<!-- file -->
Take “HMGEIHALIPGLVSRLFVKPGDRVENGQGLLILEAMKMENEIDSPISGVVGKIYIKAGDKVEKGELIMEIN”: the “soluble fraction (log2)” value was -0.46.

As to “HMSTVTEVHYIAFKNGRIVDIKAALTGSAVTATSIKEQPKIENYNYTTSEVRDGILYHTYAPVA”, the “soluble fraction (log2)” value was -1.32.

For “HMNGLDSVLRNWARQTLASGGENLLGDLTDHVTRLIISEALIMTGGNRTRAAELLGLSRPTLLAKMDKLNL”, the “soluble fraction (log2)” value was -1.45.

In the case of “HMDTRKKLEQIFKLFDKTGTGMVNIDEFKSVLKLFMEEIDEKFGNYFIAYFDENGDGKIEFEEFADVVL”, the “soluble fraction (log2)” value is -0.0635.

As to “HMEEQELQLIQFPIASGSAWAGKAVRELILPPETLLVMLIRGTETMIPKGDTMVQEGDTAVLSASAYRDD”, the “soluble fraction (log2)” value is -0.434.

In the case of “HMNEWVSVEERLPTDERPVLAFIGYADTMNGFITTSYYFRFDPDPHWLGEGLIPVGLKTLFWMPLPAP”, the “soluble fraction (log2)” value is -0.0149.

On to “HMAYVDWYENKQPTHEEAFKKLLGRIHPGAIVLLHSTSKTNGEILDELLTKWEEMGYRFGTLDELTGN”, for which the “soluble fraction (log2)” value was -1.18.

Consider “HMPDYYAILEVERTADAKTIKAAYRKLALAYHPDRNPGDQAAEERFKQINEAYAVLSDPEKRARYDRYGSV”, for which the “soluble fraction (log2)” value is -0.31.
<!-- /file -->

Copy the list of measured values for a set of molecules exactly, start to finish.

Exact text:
Take “HMGEIHALIPGLVSRLFVKPGDRVENGQGLLILEAMKMENEIDSPISGVVGKIYIKAGDKVEKGELIMEIN”: the “soluble fraction (log2)” value was -0.46.

As to “HMSTVTEVHYIAFKNGRIVDIKAALTGSAVTATSIKEQPKIENYNYTTSEVRDGILYHTYAPVA”, the “soluble fraction (log2)” value was -1.32.

For “HMNGLDSVLRNWARQTLASGGENLLGDLTDHVTRLIISEALIMTGGNRTRAAELLGLSRPTLLAKMDKLNL”, the “soluble fraction (log2)” value was -1.45.

In the case of “HMDTRKKLEQIFKLFDKTGTGMVNIDEFKSVLKLFMEEIDEKFGNYFIAYFDENGDGKIEFEEFADVVL”, the “soluble fraction (log2)” value is -0.0635.

As to “HMEEQELQLIQFPIASGSAWAGKAVRELILPPETLLVMLIRGTETMIPKGDTMVQEGDTAVLSASAYRDD”, the “soluble fraction (log2)” value is -0.434.

In the case of “HMNEWVSVEERLPTDERPVLAFIGYADTMNGFITTSYYFRFDPDPHWLGEGLIPVGLKTLFWMPLPAP”, the “soluble fraction (log2)” value is -0.0149.

On to “HMAYVDWYENKQPTHEEAFKKLLGRIHPGAIVLLHSTSKTNGEILDELLTKWEEMGYRFGTLDELTGN”, for which the “soluble fraction (log2)” value was -1.18.

Consider “HMPDYYAILEVERTADAKTIKAAYRKLALAYHPDRNPGDQAAEERFKQINEAYAVLSDPEKRARYDRYGSV”, for which the “soluble fraction (log2)” value is -0.31.